If I have an exponential matrix $\exp(t(U+sH))$, can someone tell me what is the derivative with respect to s? I am really confused. (where U and H are matrices,and s,t are real numbers).

Thus,if I let $A(s,t)=\exp(t(U+sH))$,and suppose$$ B(s,t)=(A(s,t))^{-1}{{\partial A \over \partial s}{(s,t)}},$$ then prove that $B(s,t)$ is infinitely differentiable .

I know that ${\partial A\over \partial t}(s,t)=exp(t(U+sH))(U+sH)$,but I am not sure how to prove B(s,t) is infinitely differentiable. Any help?

  • $\begingroup$ actually, I have no idea how to write ${\partial A\over \partial s}(s,t)$ down,I mean is there some expression to represent ${\partial A\over \partial s}(s,t)$ $\endgroup$ – python3 Apr 24 '15 at 2:54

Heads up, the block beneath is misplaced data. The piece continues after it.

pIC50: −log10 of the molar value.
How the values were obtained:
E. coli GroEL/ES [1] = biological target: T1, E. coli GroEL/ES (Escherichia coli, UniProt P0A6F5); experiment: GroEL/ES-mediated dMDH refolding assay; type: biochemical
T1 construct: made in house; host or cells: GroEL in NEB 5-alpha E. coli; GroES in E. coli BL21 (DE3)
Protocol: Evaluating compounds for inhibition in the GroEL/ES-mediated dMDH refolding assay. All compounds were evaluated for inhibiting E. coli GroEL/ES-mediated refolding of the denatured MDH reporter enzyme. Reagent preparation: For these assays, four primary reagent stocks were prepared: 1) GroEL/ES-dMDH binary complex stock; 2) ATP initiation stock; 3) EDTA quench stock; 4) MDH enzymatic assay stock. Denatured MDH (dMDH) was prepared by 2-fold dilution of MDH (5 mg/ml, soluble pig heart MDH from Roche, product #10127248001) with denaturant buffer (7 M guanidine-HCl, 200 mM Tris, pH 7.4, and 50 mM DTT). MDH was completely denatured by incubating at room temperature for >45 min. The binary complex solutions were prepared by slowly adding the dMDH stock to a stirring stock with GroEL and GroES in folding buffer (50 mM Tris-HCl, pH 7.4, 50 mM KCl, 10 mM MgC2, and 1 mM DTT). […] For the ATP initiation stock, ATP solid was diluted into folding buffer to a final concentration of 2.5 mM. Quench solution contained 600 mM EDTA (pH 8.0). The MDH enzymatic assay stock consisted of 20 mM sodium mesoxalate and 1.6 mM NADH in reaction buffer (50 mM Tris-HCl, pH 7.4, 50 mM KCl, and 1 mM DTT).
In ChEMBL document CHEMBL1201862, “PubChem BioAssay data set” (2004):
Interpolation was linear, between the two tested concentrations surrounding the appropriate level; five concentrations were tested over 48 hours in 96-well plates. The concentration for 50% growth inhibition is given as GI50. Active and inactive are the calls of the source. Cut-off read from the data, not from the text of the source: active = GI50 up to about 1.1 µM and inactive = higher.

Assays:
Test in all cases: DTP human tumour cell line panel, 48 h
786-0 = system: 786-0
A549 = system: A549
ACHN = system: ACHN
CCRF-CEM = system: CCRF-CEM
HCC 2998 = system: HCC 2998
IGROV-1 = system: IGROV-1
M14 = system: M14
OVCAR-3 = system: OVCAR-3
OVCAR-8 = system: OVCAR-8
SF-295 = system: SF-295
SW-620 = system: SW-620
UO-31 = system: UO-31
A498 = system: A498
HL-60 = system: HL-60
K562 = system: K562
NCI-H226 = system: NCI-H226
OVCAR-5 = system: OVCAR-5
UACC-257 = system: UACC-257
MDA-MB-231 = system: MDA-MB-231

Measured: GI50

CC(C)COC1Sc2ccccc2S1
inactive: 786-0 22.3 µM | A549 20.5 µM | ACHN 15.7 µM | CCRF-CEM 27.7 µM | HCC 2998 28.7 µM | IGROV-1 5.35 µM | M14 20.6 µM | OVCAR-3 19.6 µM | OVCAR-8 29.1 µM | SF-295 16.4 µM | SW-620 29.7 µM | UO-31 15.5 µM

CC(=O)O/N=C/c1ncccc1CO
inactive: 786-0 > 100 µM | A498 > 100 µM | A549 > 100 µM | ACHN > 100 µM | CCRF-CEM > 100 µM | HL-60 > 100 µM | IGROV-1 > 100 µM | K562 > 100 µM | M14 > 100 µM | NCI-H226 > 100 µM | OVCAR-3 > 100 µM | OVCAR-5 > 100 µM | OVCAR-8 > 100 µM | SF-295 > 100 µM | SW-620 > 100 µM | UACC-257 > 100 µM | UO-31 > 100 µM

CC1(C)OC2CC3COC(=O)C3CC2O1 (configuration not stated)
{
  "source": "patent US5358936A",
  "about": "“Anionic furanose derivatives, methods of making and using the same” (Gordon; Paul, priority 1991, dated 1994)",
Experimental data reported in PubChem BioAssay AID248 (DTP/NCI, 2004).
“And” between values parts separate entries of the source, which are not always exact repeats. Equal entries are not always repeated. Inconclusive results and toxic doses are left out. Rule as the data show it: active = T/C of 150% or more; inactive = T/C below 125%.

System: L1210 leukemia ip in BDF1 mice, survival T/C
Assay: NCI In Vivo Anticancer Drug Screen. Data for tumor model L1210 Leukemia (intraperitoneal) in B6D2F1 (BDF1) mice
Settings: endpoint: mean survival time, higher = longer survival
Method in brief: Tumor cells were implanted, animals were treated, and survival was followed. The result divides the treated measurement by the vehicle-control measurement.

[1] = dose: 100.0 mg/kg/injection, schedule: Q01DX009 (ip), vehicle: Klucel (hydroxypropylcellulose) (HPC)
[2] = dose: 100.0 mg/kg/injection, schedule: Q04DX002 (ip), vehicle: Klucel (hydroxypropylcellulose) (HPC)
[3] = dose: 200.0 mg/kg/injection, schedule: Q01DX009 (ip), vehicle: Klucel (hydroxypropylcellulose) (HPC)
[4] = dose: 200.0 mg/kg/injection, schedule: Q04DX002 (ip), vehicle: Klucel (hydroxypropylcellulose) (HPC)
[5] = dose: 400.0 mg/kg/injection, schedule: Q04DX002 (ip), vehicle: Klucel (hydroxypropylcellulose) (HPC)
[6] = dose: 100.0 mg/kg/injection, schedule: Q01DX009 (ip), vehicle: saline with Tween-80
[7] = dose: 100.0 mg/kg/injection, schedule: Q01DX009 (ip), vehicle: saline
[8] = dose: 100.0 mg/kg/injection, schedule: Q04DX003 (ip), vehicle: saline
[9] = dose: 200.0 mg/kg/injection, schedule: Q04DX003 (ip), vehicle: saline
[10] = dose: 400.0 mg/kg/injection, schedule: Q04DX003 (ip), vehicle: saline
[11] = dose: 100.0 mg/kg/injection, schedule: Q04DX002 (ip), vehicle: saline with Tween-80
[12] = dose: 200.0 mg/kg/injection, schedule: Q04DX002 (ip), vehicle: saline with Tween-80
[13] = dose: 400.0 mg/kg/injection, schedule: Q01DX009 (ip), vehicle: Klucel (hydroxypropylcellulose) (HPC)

• $\begingroup$ Calculus for matrix functions can be found in, e.g., Bhatia's Matrix Analysis, Theorem V.3.3. $\endgroup$ – gerw Apr 24 '15 at 5:57
  • $\begingroup$ There's no clean expression unless $U$ and $V$ commute. You can define the exponential with a power series and differentiate term-by-term $\sum_{n=0}^{\infty}\frac{t^{n}}{n!}(U+sV)^{n}$. $\endgroup$ – DisintegratingByParts Apr 28 '15 at 1:20

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